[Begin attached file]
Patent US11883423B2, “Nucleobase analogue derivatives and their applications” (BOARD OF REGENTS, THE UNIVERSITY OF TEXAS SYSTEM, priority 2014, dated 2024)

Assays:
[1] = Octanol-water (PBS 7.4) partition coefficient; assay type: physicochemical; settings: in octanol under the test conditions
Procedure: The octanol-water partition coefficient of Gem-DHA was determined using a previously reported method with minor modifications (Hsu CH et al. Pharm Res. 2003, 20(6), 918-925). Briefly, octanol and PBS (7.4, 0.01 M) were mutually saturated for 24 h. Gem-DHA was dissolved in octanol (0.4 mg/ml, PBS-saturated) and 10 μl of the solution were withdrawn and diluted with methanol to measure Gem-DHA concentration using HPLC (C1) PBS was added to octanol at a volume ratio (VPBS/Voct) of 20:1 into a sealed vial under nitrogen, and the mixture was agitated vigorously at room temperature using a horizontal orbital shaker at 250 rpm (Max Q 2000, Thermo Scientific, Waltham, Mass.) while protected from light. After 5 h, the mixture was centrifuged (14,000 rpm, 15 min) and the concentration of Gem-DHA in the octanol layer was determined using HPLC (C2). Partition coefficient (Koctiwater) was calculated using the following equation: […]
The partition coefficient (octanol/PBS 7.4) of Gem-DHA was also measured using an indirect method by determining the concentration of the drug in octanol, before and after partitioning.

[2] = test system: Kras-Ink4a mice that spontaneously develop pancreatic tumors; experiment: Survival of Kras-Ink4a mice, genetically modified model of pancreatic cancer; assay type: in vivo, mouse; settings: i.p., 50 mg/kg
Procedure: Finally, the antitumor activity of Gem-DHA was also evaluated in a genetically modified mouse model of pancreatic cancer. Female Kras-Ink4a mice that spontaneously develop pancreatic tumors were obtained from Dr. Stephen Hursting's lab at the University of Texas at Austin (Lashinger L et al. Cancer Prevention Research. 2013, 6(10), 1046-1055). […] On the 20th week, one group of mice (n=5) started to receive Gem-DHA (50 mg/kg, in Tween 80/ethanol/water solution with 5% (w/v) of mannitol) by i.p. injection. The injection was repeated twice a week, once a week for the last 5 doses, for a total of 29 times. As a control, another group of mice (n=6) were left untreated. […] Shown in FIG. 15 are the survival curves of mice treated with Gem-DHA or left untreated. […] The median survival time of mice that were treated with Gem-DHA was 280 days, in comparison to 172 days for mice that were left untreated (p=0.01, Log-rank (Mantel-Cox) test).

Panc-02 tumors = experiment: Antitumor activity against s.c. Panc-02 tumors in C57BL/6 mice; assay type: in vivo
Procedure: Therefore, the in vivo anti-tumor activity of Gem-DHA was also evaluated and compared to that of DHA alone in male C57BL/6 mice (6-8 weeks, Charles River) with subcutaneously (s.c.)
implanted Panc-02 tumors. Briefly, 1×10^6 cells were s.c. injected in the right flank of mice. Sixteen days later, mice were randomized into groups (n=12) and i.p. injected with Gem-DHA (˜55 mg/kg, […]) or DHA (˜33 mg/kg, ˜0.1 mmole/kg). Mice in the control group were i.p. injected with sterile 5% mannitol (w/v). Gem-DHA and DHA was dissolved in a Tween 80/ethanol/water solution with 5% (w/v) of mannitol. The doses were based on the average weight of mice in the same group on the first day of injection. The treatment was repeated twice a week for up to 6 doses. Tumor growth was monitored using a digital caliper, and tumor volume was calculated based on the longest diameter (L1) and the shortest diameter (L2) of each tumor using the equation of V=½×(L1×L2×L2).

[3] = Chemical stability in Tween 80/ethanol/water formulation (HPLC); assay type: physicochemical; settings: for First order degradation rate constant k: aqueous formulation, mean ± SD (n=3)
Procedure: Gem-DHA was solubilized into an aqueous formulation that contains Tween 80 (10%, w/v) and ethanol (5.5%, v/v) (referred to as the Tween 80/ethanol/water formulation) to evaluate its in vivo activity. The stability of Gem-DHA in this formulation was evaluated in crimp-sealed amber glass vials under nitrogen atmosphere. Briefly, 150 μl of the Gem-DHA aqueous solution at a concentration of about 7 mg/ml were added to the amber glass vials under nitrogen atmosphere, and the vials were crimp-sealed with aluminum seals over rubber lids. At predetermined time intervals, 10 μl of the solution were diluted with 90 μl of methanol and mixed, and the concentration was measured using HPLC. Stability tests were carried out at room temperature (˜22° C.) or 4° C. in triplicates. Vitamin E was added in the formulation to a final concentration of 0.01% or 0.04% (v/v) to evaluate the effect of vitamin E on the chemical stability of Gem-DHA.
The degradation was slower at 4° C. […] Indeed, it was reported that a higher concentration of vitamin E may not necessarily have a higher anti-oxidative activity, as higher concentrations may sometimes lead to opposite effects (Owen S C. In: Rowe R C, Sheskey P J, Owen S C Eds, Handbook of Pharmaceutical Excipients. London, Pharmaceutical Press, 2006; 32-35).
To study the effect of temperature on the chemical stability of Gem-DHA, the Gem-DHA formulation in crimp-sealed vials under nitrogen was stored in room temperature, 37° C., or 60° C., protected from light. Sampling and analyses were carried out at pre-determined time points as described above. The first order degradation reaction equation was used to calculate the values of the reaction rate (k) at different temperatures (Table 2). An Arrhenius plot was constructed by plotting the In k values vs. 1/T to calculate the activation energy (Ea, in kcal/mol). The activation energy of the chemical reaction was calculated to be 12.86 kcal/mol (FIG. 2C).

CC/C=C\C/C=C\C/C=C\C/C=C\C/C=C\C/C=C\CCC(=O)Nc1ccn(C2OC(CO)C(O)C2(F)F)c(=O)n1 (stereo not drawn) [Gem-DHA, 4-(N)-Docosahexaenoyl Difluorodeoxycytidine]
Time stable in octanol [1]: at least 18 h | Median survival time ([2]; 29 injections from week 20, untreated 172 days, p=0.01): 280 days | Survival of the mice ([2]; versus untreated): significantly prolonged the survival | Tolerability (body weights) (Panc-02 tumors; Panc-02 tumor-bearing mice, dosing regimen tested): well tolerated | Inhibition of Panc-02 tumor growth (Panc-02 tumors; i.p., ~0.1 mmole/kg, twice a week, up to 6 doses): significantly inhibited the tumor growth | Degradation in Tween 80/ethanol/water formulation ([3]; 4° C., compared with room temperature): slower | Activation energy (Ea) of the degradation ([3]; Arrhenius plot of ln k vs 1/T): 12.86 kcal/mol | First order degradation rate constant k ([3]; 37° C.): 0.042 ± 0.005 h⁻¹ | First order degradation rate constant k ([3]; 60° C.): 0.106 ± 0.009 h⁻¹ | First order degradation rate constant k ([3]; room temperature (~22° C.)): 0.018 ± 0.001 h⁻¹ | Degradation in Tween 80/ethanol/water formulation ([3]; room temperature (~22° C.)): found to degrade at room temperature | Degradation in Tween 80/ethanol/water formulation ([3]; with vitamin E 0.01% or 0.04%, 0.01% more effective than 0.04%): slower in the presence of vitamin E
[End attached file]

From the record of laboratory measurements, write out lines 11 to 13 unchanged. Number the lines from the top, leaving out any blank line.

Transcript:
[3] = Chemical stability in Tween 80/ethanol/water formulation (HPLC); assay type: physicochemical; settings: for First order degradation rate constant k: aqueous formulation, mean ± SD (n=3)
Procedure: Gem-DHA was solubilized into an aqueous formulation that contains Tween 80 (10%, w/v) and ethanol (5.5%, v/v) (referred to as the Tween 80/ethanol/water formulation) to evaluate its in vivo activity. The stability of Gem-DHA in this formulation was evaluated in crimp-sealed amber glass vials under nitrogen atmosphere. Briefly, 150 μl of the Gem-DHA aqueous solution at a concentration of about 7 mg/ml were added to the amber glass vials under nitrogen atmosphere, and the vials were crimp-sealed with aluminum seals over rubber lids. At predetermined time intervals, 10 μl of the solution were diluted with 90 μl of methanol and mixed, and the concentration was measured using HPLC. Stability tests were carried out at room temperature (˜22° C.) or 4° C. in triplicates. Vitamin E was added in the formulation to a final concentration of 0.01% or 0.04% (v/v) to evaluate the effect of vitamin E on the chemical stability of Gem-DHA.
The degradation was slower at 4° C. […] Indeed, it was reported that a higher concentration of vitamin E may not necessarily have a higher anti-oxidative activity, as higher concentrations may sometimes lead to opposite effects (Owen S C. In: Rowe R C, Sheskey P J, Owen S C Eds, Handbook of Pharmaceutical Excipients. London, Pharmaceutical Press, 2006; 32-35).